The American Association for the Advancement of Science recognizes the achievements of faculty members in the fields of radiology and public health
By Hope Hamashige
Dean Carolyn Meltzer, MD, and Richard M. Watanabe, PhD, professor of population and public health sciences and physiology and neuroscience, have been recognized as Fellows of the American Association for the Advancement of Science (AAAS), the world’s largest general scientific society and publisher of the Science family of journals.
Meltzer and Watanabe are among 508 scientists, engineers and innovators who were elected by the AAAS Council for their notable achievements in their respective fields, from millions of individuals the society serves around the world.
“Being named an AAAS Fellow is an enormous honor and both Drs. Meltzer and Watanabe are very deserving of this recognition,” said Steven D. Shapiro, MD, senior vice president for health affairs at USC. “They both are deeply committed to improving the practice of medicine through their research and to encouraging more bright, young, and diverse people to pursue careers in science.”
Dean Meltzer is an expert in neuroradiology and nuclear medicine whose research has improved the understanding of the brain’s structure and function during normal aging, dementia, Alzheimer’s disease and psychiatric disorders in later life.
Meltzer has received numerous awards and honors for her work, including the distinguished service award from the American Medical Association, the gold medal award from the Association of University Radiologists and the outstanding research award and gold medal from the American Society of Neuroradiology. She is also a fellow of the American College of Radiology and the American College of Neuropsychopharmacology and a past president of the Academy for Radiology and Biomedical Imaging Research.
“I am deeply honored to join the ranks of investigators recognized by the AAAS, and particularly delighted to receive this distinction alongside my distinguished colleague, Dr. Watanabe.”
Watanabe’s research focuses on the abnormal physiological processes and genetics of type 2 diabetes and obesity. Over the course of his career, Watanabe has developed mathematical models to quantify insulin secretion in living organisms. In the area of complex disease genetics, he also employs novel strategies to identify genetic alterations that make people more susceptible to developing type 2 diabetes and diabetes-related traits and understanding the genes and gene expression and how they are impacted by environmental exposures. Watanabe is also the medical school’s Associate Dean for Health and Population Science Programs.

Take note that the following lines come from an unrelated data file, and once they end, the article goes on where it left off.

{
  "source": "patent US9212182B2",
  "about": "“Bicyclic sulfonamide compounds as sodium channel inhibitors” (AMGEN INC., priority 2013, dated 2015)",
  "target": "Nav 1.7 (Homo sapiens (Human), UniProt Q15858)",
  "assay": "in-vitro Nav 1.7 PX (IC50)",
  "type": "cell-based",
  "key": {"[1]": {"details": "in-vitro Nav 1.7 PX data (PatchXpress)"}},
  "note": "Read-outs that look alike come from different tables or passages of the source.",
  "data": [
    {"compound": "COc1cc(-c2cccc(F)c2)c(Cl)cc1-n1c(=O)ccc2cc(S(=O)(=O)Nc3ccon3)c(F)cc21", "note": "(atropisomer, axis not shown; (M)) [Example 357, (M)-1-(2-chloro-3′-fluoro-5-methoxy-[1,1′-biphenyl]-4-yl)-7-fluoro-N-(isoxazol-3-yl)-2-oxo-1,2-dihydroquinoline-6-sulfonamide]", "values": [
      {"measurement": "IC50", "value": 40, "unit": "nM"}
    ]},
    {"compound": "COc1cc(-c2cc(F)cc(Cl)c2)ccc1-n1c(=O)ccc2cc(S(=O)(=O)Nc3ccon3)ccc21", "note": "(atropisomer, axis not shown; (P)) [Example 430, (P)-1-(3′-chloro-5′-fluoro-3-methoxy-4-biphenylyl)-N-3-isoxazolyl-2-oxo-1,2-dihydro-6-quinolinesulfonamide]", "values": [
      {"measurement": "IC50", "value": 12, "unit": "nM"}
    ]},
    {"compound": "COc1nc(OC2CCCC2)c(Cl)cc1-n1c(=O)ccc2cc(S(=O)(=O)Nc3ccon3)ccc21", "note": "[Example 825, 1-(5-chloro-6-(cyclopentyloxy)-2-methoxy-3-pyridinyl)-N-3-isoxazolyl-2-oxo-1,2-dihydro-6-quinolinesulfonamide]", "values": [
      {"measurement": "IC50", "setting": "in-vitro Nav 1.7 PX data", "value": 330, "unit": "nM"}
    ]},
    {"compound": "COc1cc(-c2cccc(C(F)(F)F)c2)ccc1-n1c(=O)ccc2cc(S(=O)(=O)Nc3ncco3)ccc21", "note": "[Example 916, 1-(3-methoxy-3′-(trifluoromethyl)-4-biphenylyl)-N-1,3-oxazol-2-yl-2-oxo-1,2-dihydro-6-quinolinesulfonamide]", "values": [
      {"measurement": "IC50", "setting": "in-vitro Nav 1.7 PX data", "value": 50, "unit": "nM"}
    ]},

“It is an honor to be recognized by the AAAS and to join the ranks of those who were previously named fellows. The accomplishments for which I am being recognized would not have been possible without the support of my mentors, research team, and numerous colleagues. This honor is equally theirs as it is mine.”
AAAS Fellows are chosen for their notable accomplishments in research, technology, industry and government, teaching, communication and interpreting science to the public. The tradition of electing AAAS Fellows began in 1874. Since then, the honor has been bestowed on thousands of distinguished scientists, including inventor Thomas Edison, sociologist W.E.B. DuBois, anthropologist Margaret Mead, computer scientist Grace Hopper, physicist Steven Chu and astronaut Ellen Ochoa.
Efforts to improve access to and understanding of science are also important considerations in electing AAAS Fellows.
At Emory University, where Meltzer headed the Department of Radiology and Imaging Sciences prior to being named dean of the Keck School of Medicine of USC, she launched a training program to give mid-career health professionals the tools they need to advance in their field, notably women and people from underrepresented backgrounds. When she discovered pay inequities in the radiology department, she established new salary guidelines that eliminated the pay gap between men and women.
Watanabe has worked to improve student diversity at the Keck School of Medicine through his co-leadership of the NIH/NIDDK-funded Summer Program In Diabetes and Obesity Research (SPIDOR) and participation in the USC Bridging the Gaps summer program and the NIH/NHLBI-funded LA’s Biostatistical Education Summer Training program.
AAAS was founded in 1848 and includes more than 250 affiliated societies and academies of science, serving 10 million individuals. The nonprofit is open to all and fulfills its mission to advance science and serve society through initiatives in science policy, international programs, science education, public engagement and more.